The lighthouse eventually came into operation in 1914. The naval report cited earlier (1) suggests that the railway had used one locomotive which continued in occasional use for ferrying supplies until about 1921. The loco having been damaged, wagons continued to be used but 'pulled and pushed by hand' which must have been quite a task. It seems likely that the railway track fell out of use about 1933, and that a tractor is now used to take supplies to the lighthouse. A second-hand 1980s report suggests that the loco still lies at Puerto Slight abandoned on the old railway track. A Chilean naval representative lives at Puerto Slight, one of the most isolated postings imaginable.
Allen Morrison of New York has forwarded a number of photos from his collection showing this most isolated railway. This first one shows the muelle at Puerto Slight and the terminal building which may well have been used to keep cement dry in the very wet climate. The railway track goes off to the left on a low viaduct.
The single track viewed from the Puerto Slight terminus.
Whilst the easiest route over the isthmus was taken, it still incolved some substantial civil engineering through rock.
Once over the col, the line headed west along the shoreline. This is a typical viaduct, with concrete piers and wooden beams. The planks suggest that it was also a walking route.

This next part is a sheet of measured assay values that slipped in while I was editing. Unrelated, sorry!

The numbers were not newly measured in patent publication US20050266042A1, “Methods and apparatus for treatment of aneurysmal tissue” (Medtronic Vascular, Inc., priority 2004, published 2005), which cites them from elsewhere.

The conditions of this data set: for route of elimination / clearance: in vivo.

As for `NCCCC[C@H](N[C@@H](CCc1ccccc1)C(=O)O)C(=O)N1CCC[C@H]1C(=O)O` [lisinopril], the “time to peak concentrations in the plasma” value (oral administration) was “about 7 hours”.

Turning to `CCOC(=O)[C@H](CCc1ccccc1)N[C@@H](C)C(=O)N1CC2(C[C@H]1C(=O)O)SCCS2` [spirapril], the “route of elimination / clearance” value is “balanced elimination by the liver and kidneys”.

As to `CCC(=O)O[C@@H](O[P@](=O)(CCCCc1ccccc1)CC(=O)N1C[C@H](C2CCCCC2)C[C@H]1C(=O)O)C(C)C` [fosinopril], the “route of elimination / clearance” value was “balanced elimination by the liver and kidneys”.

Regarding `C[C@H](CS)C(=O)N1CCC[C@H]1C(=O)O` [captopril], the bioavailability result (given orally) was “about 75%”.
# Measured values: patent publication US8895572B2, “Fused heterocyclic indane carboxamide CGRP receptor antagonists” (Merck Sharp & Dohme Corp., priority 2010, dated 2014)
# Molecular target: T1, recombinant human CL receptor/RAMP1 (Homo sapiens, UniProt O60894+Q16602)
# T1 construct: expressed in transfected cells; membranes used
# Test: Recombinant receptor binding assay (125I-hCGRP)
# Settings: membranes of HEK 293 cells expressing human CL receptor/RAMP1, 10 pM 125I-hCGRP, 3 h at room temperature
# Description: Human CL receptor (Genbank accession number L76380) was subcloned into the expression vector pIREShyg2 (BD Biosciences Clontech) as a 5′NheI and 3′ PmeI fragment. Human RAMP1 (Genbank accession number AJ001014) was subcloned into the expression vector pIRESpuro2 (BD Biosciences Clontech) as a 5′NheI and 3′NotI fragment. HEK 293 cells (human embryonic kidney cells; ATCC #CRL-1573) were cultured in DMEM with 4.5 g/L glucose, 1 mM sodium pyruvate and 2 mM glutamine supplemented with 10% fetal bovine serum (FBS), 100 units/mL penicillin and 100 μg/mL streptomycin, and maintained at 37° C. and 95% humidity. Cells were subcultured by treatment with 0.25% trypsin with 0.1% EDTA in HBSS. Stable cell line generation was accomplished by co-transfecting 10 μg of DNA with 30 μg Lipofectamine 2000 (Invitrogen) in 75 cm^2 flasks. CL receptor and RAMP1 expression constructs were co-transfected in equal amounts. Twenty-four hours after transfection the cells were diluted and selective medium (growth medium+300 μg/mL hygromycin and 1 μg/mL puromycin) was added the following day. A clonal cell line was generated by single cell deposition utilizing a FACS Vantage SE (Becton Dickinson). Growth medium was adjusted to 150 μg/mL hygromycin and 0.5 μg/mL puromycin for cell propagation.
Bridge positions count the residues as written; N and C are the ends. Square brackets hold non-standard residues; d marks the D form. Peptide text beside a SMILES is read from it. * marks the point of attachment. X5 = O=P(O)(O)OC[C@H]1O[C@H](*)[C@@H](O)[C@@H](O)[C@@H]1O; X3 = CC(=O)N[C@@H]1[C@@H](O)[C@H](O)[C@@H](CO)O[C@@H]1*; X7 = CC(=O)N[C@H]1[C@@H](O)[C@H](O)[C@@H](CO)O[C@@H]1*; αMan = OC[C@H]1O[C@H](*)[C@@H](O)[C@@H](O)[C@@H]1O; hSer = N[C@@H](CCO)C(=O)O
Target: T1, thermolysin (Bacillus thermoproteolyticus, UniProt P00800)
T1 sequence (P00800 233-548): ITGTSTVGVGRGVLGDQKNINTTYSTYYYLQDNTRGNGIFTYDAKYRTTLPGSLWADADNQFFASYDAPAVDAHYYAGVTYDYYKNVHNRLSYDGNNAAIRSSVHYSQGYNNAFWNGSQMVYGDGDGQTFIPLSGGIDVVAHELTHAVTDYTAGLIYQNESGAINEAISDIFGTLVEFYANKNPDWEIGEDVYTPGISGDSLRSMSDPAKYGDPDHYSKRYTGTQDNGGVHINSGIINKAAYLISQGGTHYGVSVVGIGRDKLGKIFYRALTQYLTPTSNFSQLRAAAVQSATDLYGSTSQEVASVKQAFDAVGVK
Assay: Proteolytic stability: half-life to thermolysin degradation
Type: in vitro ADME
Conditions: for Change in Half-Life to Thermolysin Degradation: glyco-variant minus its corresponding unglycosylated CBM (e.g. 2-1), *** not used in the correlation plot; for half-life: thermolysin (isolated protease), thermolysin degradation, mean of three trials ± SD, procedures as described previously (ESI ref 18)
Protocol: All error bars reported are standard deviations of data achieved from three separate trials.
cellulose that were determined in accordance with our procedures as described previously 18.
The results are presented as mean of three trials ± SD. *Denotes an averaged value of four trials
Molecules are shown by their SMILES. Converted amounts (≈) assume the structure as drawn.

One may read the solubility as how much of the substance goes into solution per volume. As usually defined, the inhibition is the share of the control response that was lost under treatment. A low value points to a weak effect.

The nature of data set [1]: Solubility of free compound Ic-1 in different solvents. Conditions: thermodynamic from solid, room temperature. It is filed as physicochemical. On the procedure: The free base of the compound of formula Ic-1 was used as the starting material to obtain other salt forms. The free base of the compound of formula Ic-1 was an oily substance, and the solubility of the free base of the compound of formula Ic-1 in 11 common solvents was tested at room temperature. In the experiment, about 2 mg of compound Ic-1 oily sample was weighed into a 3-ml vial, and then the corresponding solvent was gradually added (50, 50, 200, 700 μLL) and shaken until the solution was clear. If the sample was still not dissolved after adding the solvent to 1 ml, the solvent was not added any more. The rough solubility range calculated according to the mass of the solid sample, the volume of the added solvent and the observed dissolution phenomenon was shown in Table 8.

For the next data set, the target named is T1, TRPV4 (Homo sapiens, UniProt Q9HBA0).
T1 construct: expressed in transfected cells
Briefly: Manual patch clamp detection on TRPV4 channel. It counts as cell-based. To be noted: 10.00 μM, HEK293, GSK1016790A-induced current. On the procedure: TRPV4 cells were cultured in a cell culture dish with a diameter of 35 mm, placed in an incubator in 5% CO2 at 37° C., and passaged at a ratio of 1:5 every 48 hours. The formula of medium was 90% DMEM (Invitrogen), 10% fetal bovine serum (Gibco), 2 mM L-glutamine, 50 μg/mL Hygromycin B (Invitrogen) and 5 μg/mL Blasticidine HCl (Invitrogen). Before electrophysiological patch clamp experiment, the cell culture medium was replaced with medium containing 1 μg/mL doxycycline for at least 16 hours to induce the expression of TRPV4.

A view further on. Possibly there was a parallel walking route or, more likely the photo was taken before the viaduct had been finished.
This photo shown one of the trestles under construction, with the piers still encased in their formwork.
It is difficult to know whether the A frames at the centre of each span were part of the original design, a later addition, or maybe just temporary features of the construction period. Personally, I would not have been keen to take a steam loco along the line without them!
The loco and stock
The loco appears to be a Koppel or O&K 0-4-0T judging by its Germanic style boiler fittings and Koppel style valve gear, but has obviously been built or converted for a very restricted loading gauge. It seems likely that the loco is O&K no. 4975 of 1912 which was delivered to the Dirección del Territorio Maritimo at Punta Arenas. Whilst the spark-arresting chimney may indicate that the loco was to burn wood, no reason for the unusually low footplate and cab has yet been discovered, unless it was merely to minimise the danger of being blown over during Pacific gales!
The loco is also shown clearly in this side view of a train on one of the trestle viaduct sections. The wagons seem to be all four-wheelers, with skips of two distinct designs and some flats visible.
The final climb to the light was by means of the incline, shown below under construction. There seems to be a track in the foreground too.
This must have been a most spectacular railway, with its viaducts almost overwhelmed by the surf of the Pacific and its final incline up to the light.
The photo below shows the lighthouse roughly as it is today. This picture has been borrowed from a website on the lighthouses of Chile.
The San Juan lighthouse on Staten Island
A variety of industrial railways